In Darling’s eventual response, he questioned why a collection request had come up “years later,” and stated that he looked at his 2017 records and noted he personally delivered the settlement check to Lusk, who cashed it. The couple ultimately filed a grievance against Darling with the Office of Disciplinary Counsel.

Altered Checks Lead to Conviction
In an unrelated matter in May 2020, Darling deposited three checks over the course of a week to a Park National Bank account, in which he altered information on the checks. The checks totaling $5,835 were written from two separate closed accounts of Darling’s. When the checks were returned, the Park account was overdrawn by $4,250.

Darling was charged with two counts of forgery, one count of passing bad checks, and one count of theft, all felonies. In April 2021, he pleaded guilty to a misdemeanor theft charge. He was sentenced to 60 days in jail, which was suspended; payment of restitution to the bank; and 40 hours of community service. He was also placed on probation.

Attorney Accused of Ethical Violations
In June 2021, the disciplinary counsel filed a complaint with the Board of Professional Conduct, charging Darling with eight ethical violations related to Lusk’s case and the theft conviction.

The opinion noted that Darling admitted that he made four false statements in his response to the disciplinary counsel’s letter inquiring about the couple’s complaints. At his disciplinary hearing, Darling admitted he was not honest with the couple and spent the money earmarked to pay the chiropractor.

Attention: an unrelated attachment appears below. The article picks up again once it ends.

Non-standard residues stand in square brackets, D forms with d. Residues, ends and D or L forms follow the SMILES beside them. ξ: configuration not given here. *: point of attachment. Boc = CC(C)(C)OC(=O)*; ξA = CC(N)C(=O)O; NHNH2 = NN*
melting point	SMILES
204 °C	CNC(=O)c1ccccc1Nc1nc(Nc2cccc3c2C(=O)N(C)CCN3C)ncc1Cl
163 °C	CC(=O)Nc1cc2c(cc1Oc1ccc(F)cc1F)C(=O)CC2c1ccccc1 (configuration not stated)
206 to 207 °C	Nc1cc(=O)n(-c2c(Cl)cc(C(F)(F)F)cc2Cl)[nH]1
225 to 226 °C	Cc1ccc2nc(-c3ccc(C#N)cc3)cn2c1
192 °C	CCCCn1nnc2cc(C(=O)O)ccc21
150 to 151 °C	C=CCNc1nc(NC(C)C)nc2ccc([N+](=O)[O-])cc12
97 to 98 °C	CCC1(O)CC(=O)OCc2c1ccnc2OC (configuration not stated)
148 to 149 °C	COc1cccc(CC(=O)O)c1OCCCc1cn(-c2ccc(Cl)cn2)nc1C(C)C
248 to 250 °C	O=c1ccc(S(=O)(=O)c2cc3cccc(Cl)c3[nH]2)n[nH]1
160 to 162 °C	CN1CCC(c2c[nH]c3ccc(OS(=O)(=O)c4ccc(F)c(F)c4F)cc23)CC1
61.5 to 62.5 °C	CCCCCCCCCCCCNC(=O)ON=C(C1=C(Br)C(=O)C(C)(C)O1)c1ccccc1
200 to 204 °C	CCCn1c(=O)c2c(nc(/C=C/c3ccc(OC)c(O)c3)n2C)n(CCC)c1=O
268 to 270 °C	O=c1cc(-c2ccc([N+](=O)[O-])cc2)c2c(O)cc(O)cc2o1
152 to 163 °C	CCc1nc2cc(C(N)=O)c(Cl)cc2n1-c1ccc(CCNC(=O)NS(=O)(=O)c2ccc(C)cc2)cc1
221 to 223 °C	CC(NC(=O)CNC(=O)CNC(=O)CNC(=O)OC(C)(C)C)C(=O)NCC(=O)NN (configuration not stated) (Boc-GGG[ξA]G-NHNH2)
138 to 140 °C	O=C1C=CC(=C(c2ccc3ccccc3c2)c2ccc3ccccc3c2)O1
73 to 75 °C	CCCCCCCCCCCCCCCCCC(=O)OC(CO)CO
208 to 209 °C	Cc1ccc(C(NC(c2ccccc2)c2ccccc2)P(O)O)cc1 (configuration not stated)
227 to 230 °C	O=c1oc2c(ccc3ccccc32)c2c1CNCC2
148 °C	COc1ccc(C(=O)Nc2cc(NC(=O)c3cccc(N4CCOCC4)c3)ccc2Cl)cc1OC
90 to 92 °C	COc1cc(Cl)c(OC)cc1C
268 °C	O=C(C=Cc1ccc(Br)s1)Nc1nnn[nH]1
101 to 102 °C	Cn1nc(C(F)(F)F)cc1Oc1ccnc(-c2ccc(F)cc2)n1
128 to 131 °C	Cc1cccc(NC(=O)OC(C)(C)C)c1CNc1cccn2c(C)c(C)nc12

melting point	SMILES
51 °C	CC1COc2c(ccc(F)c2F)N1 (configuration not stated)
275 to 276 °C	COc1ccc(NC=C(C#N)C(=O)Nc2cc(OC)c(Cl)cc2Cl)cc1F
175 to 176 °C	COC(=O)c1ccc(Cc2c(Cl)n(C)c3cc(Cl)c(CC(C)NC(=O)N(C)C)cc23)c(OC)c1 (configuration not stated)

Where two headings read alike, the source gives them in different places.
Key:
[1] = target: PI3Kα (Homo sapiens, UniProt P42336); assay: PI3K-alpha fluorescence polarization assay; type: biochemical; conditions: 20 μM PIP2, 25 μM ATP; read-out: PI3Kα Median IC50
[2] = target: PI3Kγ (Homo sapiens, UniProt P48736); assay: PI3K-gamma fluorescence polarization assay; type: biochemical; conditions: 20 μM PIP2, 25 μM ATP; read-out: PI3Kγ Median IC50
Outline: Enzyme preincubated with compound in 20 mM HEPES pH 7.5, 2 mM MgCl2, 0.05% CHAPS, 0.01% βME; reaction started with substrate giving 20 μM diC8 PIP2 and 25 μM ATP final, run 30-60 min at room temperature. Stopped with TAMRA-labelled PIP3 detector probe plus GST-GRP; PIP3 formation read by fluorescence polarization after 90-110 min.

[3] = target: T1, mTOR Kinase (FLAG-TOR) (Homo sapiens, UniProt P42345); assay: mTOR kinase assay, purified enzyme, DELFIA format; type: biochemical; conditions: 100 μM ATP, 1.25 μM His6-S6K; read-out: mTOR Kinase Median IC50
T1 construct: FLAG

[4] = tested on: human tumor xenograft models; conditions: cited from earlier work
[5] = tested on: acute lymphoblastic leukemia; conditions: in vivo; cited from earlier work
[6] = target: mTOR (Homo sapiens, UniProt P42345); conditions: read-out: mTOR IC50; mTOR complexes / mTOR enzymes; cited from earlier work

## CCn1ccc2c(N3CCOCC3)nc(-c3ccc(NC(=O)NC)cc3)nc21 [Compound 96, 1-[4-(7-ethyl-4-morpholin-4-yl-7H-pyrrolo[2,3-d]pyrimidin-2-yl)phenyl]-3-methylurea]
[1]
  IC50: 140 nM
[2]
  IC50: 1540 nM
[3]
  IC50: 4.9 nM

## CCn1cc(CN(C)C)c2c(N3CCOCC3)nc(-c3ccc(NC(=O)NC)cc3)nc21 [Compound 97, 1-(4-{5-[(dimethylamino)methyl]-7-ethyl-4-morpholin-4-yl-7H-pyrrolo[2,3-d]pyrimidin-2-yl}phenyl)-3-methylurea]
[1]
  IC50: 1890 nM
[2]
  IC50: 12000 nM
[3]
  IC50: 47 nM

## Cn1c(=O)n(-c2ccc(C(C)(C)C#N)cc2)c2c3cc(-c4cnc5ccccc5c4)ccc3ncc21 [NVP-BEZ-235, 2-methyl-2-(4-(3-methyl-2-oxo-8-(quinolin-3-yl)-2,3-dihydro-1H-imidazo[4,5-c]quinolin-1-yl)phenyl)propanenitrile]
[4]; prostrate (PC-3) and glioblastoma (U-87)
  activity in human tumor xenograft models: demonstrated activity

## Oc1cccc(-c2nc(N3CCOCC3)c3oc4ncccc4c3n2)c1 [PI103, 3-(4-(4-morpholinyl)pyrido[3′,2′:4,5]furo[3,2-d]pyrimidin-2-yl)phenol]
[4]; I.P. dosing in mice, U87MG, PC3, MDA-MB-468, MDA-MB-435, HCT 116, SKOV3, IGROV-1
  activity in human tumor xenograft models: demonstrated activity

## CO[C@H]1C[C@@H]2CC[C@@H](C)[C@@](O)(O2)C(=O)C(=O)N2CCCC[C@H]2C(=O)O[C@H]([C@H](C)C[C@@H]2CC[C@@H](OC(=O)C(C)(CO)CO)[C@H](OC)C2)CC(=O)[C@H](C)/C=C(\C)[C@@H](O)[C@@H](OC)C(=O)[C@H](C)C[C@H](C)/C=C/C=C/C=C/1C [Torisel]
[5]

The board found Darling violated several ethical rules in the Lusk matter, including knowingly making a false statement during a disciplinary proceeding; failing to deliver funds that a client or service provider is entitled to receive; and engaging in conduct involving dishonesty, fraud, deceit, or misrepresentation.

The board also found Darling violated two ethical rules related to the theft conviction, including committing an illegal act that reflected adversely on his honesty and trustworthiness.

The opinion noted that at his hearing, Darling attempted to frame his misconduct as a series of “mistakes” and did not admit his actions were intentional until forced to do so.

In addition to the suspension, the Court ordered Darling to pay $8,835 in restitution to the chiropractic firm in the next 60 days. If he seeks reinstatement to the practice of law, he must complete an evaluation by the Ohio Lawyers Assistance Program and comply with any treatment recommendations arising from the evaluation. He was also ordered to pay the cost of the disciplinary proceedings.

2021-1232. Disciplinary Counsel v. Darling, Slip Opinion No. 2022-Ohio-870.

Please note: Opinion summaries are prepared by the Office of Public Information for the general public and news media. Opinion summaries are not prepared for every opinion, but only for noteworthy cases. Opinion summaries are not to be considered as official headnotes or syllabi of court opinions. The full text of this and other court opinions are available online.